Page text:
Tourisme Alsace France
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Travelling in Alsace

The site for all your itineraries in Alsace

10 networks improving your mobility

By bus, metro, tram, car or train: there are 10 transport networks serving Alsace. Vialsace aims at making all necessary information available for you to plan your travel: timetaTbles, journey planner, news, disturbance, practical information, etc. ...

The role of a Transport Organizing Authority is to finance and organize transport under its jurisdiction within its territory. It then delegates to an operator the service implementation and its proper operation.

Vialsace, your journey planner:

 

By car

Taking the motorway

The motorway network in Alsace is modern and fast. The A35 motorway runs from the north to the south of Alsace between Strasbourg and Saint-Louis, also connecting Colmar and Sélestat. You should allow for approximately an hour and a half to cross Alsace "end to end". The motorway is free, enabling you to visit Alsace without spending a fortune.

Taking the picturesque routes

Although travelling in Alsace is fast when you take the motorway, nothing really beats taking your time to discover the Alsatian villages as you wind your way along the region's many smaller roads. By getting off the main road network, you can discover the wealth and diversity of this beautiful region. The "Wine Route" and the "Peak Route" are just two of the many tourist trails to be explored by road in Alsace.

Renting a car in Alsace

You'll find a full range of car hire companies available at each airport and at the railway stations in Mulhouse and Strasbourg: Hertz , Avis (http://www.avis.fr/), Europcar , Sixt, National Citer, Budget ...

Alsace by car

 

Public transport

By train

With a total of 161 railway stations served by the TER (express regional train service) Alsace boasts an extremely dense rail network. Coaches operated by the French rail company, SNCF, also provide coach connections to and from the towns and villages, with departure and arrival times based around the train schedules. Bikes are admitted on trains for free, except between Strasbourg and Basel during peak hours.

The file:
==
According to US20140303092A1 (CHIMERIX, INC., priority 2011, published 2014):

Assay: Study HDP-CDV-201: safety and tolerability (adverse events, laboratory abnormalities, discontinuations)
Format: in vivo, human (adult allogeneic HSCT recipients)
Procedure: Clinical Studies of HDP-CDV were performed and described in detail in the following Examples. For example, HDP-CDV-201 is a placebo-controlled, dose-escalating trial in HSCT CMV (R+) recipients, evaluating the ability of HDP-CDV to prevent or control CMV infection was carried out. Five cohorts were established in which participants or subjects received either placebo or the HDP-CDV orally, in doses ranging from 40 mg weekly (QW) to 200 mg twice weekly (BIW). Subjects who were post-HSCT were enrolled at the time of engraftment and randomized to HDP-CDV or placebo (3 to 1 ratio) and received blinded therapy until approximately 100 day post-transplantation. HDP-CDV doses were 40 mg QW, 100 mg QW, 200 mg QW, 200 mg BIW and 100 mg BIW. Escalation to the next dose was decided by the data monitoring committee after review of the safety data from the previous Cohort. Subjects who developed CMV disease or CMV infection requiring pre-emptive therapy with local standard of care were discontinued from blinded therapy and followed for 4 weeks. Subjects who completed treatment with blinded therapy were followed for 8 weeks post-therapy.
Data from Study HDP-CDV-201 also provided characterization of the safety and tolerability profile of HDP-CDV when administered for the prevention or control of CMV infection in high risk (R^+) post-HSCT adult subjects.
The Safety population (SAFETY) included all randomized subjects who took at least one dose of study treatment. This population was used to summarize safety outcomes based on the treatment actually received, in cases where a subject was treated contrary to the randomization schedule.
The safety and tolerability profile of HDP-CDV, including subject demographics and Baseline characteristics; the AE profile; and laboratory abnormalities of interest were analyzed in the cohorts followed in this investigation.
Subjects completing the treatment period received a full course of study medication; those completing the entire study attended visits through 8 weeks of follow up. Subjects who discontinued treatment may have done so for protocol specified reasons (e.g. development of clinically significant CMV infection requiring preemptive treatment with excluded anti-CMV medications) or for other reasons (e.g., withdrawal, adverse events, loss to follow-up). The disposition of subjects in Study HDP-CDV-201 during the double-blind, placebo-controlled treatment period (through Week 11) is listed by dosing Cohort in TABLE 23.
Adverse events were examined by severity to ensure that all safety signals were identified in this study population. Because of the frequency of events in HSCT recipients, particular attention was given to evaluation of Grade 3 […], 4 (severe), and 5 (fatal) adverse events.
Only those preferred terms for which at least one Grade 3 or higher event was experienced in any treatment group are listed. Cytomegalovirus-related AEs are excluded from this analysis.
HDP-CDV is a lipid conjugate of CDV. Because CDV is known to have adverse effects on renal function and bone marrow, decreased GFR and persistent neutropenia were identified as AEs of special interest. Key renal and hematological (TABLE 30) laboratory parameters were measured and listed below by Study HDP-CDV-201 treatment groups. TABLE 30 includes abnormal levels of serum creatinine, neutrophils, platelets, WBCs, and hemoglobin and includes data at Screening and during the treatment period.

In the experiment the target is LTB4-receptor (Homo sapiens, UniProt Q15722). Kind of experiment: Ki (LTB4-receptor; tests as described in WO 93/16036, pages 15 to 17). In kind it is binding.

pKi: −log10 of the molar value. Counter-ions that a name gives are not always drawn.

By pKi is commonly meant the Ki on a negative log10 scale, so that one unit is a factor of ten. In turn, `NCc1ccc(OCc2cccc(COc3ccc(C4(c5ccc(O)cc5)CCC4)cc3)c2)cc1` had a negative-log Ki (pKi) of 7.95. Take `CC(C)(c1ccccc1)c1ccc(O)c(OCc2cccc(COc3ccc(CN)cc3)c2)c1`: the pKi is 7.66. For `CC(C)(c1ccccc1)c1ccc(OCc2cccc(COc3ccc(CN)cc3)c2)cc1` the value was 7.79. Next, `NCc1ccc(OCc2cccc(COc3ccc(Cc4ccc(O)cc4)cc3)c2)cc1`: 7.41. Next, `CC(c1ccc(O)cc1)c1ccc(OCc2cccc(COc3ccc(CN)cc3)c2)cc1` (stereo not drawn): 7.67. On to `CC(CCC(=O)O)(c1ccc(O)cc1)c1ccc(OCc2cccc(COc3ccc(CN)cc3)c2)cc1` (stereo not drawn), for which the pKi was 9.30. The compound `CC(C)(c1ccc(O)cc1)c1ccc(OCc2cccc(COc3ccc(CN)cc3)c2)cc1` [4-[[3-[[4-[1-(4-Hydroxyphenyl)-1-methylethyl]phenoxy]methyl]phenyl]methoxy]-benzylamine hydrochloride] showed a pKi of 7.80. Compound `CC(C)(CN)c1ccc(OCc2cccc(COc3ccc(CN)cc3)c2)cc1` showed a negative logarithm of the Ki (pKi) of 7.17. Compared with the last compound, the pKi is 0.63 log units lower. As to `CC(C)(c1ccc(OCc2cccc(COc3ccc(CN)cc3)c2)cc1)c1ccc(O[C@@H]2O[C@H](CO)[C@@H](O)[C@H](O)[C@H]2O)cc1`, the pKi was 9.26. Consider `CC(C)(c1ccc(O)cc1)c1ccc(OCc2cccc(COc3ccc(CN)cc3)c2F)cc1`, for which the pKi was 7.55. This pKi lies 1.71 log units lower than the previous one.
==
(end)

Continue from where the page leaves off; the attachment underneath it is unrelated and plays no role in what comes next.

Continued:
The rail network links the region's main towns from north to south including Strasbourg, Sélestat, Colmar, Mulhouse and Saint-Louis. From 2007 onwards, the introduction of TGV services (high-speed trains) along the Basel-Mulhouse-Strasbourg line will further improve regional rail connections in Alsace.

For further information: http://www.ter-sncf.com/alsace/

Alsace by train


By bus and coach

The various transport methods mesh together perfectly, enabling you to easily travel to several towns and villages which are not served by the train services.

For further information

http://www.cg68.fr/documents/atelecharger/cartebus.pdf

http://www.cg67.fr/generique/telechargement.asp?id=360

http://www.cg67.fr/index.asp?fic=page&id=8091

Getting around town

The trams are now very much part of the urban landscape in Alsace

In Strasbourg

Tramway à Strasbourg (Phovoir)Six tram lines enable you to get around the Strasbourg urban area quickly and comfortably. The network currently includes 57 km of track, with the main station for connections being the "Homme de Fer" in the town centre. The trams run from 4:30 a.m. to half past midnight during the week. At peak times, trams pass by every four minutes. They also run on Sundays and bank holidays and accept bicycles out of peak hours.

For tourists, the "tourpass" or the "family pass" provides unlimited travel on the entire urban transport network for a 24-hour period.

In Mulhouse

Mulhouse has a tram system which criss-crosses the city from east to west and from north to south, linking its main tourist attractions. It comprises two tram lines, running for a total of 12 km and serving 24 station stops. Since 2010, the tram-train service links Mulhouse to Thann via the railway, a service unique of its kind in France! Fast and comfortable, the trams pass by every 6 to 8 minutes during the day, and run from 5:30 a.m. to midnight.